Retail Media: it’s time to think bigger picture

Retail Media: it’s time to think bigger picture

Retail media has come a long way over the pandemic, and brands and advertisers should think carefully about integrating it into plans going forward.

Back in the turbulent summer of 2020, I penned an article for The Media Leader advocating that there hadn’t been a more poignant time for brands to capitalise on the new dawn of retail media.

With lockdowns leaving non-essential physical retail shuttered and customers overwhelmingly turning to digital channels, retail media became the 21st century gold rush as retailers accelerated efforts to monetise channels and brands shifted budgets at pace to target this burgeoning audience.

Of course, retail media wasn’t a new concept but the pandemic accelerated the use case for many advertisers who hadn’t yet dipped their toe into the retail media waters.

As much as it was exciting to work amongst this disruptive shift, in hindsight it was very much ground-zero of what would grow to become a juggernaut.

The retail media landscape was nascent by digital media standards in 2020, with inconsistent and ill-defined measurement, unproven inventory and a lack of sophisticated buying and targeting capability, much inventory still acquired on a tenancy basis and wrapped up in unclear pre-existing annual funding commitments.

Winding forward to 2022, it is fair to say that the growth in this space certainly hasn’t yielded and things have changed for the better.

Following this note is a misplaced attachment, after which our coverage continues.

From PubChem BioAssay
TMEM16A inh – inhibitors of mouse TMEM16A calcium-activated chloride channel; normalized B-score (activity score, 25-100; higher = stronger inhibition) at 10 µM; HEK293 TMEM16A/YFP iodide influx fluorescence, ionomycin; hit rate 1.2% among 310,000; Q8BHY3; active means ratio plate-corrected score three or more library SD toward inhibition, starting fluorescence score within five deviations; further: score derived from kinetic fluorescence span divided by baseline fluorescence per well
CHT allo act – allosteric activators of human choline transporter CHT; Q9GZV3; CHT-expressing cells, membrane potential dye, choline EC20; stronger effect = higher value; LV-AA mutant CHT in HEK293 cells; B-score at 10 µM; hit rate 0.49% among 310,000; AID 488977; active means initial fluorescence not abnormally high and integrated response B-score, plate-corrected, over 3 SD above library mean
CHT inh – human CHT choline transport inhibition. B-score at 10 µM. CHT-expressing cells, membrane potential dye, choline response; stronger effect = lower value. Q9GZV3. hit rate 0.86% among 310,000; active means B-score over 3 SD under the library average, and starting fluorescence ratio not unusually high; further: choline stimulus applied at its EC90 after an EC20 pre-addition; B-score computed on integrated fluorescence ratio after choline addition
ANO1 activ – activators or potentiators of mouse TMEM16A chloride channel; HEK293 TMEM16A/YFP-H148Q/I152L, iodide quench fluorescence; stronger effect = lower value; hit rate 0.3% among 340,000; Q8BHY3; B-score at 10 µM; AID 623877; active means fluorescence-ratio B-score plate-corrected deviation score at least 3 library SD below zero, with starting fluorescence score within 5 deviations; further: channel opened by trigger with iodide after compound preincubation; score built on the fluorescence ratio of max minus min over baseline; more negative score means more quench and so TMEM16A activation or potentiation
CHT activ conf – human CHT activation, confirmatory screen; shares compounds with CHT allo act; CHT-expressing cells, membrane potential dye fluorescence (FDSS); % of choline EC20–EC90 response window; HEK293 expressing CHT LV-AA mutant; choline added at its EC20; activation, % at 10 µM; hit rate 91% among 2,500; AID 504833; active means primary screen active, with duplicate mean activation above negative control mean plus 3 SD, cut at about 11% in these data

If anything, the macroeconomic and supply chain challenges we see playing out in the market may only accelerate this further, as brands aim to allure consumers feeling the cost-of-living pinch, away from private label and competitor products.

I smile when I see management consultancies wheel out statement slides at trade conferences in 2022, predicting that retail media is going to be big. Welcome to the party, you’re a little late.

The question is: what is next? What’s changing? How is retail media evolving?

The landscape continues to move at pace

The sophistication of retail media platforms, their targeting capability and the inventory available within is accelerating wildly.

Publicis’ acquisition of CitrusAd last year and the most recent news out of the Groupe’s annual VivaTech event this month, announcing the merging of CitrusAd’s on-retailer media inventory with Epsilon’s off-site media capability and cookie-alternative Core ID measurement solution all seamlessly into one platform, strongly hints in the direction of travel for the industry.

Whilst a first, it’s clear the desire of both retailers and advertisers is to move to a world where we can think customer and omnichannel first, creating advertising that targets customers throughout the journey with seamless measurement and insight, as opposed to cherry picking inventory in isolated activations with limited data.

I suspect too we’ll see an increased convergence with in-store and more offline media types coming into the self-serve platforms we’re seeing on their meteoric rise.

It just makes sense for all parties involved, including most importantly, the very people we ultimately serve, the customer.

Retail media spreads its wings

From Amazon to Tesco, Argos to Boots, digital retail media in the UK to date has largely centred around traditional grocery, beauty and general merchandise based retailers. However, it is clear that this is rapidly changing too.

Although shopper marketing opportunities have existing with quick-commerce partners for some time, this week’s announcement from Deliveroo and Criteo, building a dedicated media platform to allow brands to bid for placements across its digital estate in locations such as product results and checkout.